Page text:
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A kind-of-sort-of replay of the Franzen ‘incidental contact’ call

If you were wondering about the no-goal call via "incidental contact " against Red Wings forward Johan Franzen, whose team still defeated Minnesota 3-2, the Wild's full-game highlight clip shows the call and its replay around 3:45. Hopefully the clip's set up to play from that point onward:

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That’s a Holmstrom weak kind of call. Oh a Wing is near the goalie? Wave it off.

Posted by AZWinger on 03/22/14 at 09:39 PM ET

alwaysaurie's avatar

It’s a fine call.

Nothing happened which deserved a penalty to either the Wings or the Wild, but he was hampered in controlling the rebound and the rebound indirectly went into the net.

It’s textbook “incidental contact.”

Posted by alwaysaurie on 03/22/14 at 10:34 PM ET

bleep bloop's avatar

My feeling about the call is either the goal should have been allowed because contact was initiated by the Wild player, Franzen got off the goalie as soon as he could, and the puck went in off the same player that initiated contact (making it a kind of poetic goal if it stands—push player into goalie, score into own goal); or the goal should not have been allowed for incidental contact and the Wild player should have been penalized for interference for knocking Franzen down when the puck was not there. What actually happened tells the Red Wings “it’s okay if they knock your players down and don’t you dare put the puck near the goal”.

Posted by bleep bloop on 03/22/14 at 11:55 PM ET

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this is from rule 69.1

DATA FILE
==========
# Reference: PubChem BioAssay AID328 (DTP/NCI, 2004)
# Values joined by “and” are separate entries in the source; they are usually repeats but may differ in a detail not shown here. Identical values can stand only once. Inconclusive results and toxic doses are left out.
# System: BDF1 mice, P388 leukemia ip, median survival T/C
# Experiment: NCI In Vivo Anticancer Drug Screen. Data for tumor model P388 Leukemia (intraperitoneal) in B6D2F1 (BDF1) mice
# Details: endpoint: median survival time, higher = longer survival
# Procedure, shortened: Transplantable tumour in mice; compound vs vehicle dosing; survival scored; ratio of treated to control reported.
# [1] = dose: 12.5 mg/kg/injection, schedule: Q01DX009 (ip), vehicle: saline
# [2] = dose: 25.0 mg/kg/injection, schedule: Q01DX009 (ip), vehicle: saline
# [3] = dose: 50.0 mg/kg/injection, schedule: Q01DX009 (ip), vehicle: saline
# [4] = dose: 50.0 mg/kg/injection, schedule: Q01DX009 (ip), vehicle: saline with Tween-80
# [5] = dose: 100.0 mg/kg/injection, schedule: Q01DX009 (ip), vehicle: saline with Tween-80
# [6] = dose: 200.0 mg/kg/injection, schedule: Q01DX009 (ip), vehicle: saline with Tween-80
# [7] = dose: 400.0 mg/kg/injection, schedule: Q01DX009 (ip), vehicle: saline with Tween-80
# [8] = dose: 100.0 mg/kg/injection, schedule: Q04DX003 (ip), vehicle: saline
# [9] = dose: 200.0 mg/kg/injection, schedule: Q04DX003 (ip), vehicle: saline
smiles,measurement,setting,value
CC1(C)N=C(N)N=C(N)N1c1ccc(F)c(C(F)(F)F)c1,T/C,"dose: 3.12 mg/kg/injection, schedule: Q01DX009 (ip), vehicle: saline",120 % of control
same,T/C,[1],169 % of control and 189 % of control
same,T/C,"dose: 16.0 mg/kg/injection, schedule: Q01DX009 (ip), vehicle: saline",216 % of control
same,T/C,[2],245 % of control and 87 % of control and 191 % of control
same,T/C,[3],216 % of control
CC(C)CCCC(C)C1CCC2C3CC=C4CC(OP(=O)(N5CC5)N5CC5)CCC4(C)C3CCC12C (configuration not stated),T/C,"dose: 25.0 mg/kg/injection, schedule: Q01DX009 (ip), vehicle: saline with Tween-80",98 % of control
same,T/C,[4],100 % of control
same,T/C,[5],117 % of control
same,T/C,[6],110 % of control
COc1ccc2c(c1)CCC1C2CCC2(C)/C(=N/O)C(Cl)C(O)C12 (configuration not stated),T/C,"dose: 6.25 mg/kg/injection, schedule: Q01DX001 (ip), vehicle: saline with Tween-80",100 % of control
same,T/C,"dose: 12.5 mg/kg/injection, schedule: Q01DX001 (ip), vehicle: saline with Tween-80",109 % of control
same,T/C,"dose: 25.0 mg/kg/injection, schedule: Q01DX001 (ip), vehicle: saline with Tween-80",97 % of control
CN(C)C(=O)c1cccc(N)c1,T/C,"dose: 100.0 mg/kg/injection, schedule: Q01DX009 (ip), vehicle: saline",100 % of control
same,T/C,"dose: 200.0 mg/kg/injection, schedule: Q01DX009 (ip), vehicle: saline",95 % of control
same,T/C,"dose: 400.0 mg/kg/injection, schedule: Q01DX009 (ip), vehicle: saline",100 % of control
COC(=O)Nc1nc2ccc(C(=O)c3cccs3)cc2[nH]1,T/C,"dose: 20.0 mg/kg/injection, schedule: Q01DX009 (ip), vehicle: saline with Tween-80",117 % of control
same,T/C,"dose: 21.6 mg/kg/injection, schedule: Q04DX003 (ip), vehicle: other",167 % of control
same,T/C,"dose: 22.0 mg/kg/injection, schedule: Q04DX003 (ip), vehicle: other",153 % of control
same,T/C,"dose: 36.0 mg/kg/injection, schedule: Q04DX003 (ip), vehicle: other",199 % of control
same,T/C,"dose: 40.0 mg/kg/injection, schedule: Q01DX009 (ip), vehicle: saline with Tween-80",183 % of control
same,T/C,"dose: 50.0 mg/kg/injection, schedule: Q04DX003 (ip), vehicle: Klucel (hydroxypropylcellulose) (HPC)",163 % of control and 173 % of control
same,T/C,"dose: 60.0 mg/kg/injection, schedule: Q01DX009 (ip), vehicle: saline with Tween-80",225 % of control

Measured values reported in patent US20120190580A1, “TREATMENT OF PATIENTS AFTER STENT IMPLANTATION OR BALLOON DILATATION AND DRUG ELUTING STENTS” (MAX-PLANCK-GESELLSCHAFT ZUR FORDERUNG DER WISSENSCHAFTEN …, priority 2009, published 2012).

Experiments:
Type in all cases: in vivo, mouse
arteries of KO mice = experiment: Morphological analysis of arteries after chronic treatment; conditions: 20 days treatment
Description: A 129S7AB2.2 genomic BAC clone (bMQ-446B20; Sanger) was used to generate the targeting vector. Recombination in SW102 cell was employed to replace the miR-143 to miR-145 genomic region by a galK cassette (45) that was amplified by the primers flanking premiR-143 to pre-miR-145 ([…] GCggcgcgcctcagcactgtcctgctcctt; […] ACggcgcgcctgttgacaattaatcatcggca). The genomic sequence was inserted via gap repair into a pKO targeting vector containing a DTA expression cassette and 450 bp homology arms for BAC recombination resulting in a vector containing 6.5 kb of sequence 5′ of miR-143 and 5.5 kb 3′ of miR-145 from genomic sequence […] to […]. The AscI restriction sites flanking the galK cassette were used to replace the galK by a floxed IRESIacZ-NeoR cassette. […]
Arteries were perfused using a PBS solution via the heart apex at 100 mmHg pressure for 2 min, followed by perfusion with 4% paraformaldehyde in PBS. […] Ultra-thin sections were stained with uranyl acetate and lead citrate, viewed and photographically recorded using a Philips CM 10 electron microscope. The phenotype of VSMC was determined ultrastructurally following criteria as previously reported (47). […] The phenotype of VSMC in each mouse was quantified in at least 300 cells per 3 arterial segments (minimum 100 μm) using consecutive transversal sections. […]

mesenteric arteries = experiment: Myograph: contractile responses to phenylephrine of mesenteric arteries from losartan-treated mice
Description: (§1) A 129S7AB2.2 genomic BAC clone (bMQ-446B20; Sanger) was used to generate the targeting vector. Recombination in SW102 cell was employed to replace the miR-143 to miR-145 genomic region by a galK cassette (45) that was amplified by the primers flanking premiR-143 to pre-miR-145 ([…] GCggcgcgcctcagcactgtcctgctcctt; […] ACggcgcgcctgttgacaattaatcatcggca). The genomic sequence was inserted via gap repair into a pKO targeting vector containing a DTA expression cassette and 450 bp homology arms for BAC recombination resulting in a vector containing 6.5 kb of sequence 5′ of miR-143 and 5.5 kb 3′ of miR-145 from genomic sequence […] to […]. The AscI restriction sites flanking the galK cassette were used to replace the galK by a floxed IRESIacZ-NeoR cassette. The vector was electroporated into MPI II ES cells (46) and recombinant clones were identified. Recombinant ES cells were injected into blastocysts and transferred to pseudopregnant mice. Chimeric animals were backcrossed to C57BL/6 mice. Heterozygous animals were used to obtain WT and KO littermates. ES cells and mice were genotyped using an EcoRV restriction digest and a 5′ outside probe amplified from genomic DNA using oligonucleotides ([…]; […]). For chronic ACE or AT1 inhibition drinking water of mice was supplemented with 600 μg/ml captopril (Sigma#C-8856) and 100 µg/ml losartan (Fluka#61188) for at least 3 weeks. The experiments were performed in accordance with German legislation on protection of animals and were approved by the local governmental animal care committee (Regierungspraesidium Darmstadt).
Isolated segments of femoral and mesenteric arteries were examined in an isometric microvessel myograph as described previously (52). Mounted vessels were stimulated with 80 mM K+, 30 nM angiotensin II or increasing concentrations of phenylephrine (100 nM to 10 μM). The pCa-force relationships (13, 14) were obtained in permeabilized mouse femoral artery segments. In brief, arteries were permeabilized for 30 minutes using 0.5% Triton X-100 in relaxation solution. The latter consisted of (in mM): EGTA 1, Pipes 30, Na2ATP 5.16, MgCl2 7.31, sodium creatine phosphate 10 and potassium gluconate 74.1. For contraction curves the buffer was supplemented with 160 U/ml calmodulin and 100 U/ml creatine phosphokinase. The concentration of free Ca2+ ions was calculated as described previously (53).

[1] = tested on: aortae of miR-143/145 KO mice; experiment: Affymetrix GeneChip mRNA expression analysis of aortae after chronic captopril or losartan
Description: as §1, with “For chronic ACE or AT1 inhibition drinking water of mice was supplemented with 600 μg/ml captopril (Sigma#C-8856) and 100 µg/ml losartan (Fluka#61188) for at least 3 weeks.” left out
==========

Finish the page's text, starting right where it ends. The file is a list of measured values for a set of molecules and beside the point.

“The overriding rationale of this rule is that a goalkeeper should have the ability to move freely within his goal crease without being hindered by the actions of an attacking player. If an attacking player enters the goal crease and, by his actions, impairs the goalkeeper’s ability to defend his goal, and a goal is scored, the goal will be disallowed.

If an attacking player has been pushed, shoved, or fouled by a defending player so as to cause him to come into contact with the goalkeeper, such contact will not be deemed contact initiated by the attacking player for purposes of this rule, provided the attacking player has made a reasonable effort to avoid such contact.”

Looks good, but on-ice call overrules.

Posted by redrum on 03/22/14 at 11:57 PM ET

OlderThanChelios's avatar

...he was hampered in controlling the rebound and the rebound indirectly went into the net.

Posted by alwaysaurie

As both bleep and redrum have pointed out, Franzen was pushed into the goalie by a Wild player. If the goalie couldn’t play the puck, it wasn’t because of anything that Franzen initiated.

It was a ridiculously bad call.

Posted by OlderThanChelios from Grand Rapids, MI on 03/23/14 at 12:16 AM ET

George Malik's avatar

Franzen was pushed into the crease by Scandella and he exited the crease in time for Kuemper to make the save before Scandella put the puck in via a deflection. I’d argue that it was a Detroit Swede in the Crease call, but I’m both biased and got really tired of Steve Kozari and and Dean Morton’s standards of officiating during the Wings-Wild game and the Wings-Penguins game that preceded it.

Posted by George Malik from South Lyon, MI on 03/23/14 at 01:40 AM ET

Alan's avatar

Clearly an awful call. Are NHL on-ice officials ever tested on their knowledge of the rulebook? Perhaps the league should start.

It’s not just limited to us, either—I’ve seen many cases this year where officials have made some awful calls. The number of bad calls seem to rise every year, and it shouldn’t be any wonder why fans are resentful of the zebras.

Franzen was clearly pushed into the goalie, and the puck deflected off their own guy. If you want to talk textbook, incidental contact isn’t even a factor here, since said incidental contact was initiated by the defender.

Posted by Alan from Atlanta on 03/23/14 at 05:35 AM ET

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The Malik Report is a destination for all things Red Wings-related. I offer biased, perhaps unprofessional-at-times and verbose coverage of my favorite team, their prospects and developmental affiliates. I've joined the Kukla's Korner family with five years of blogging under my belt, and I hope you'll find almost everything you need to follow your Red Wings at a place where all opinions are created equal and we're all friends, talking about hockey and the team we love to follow.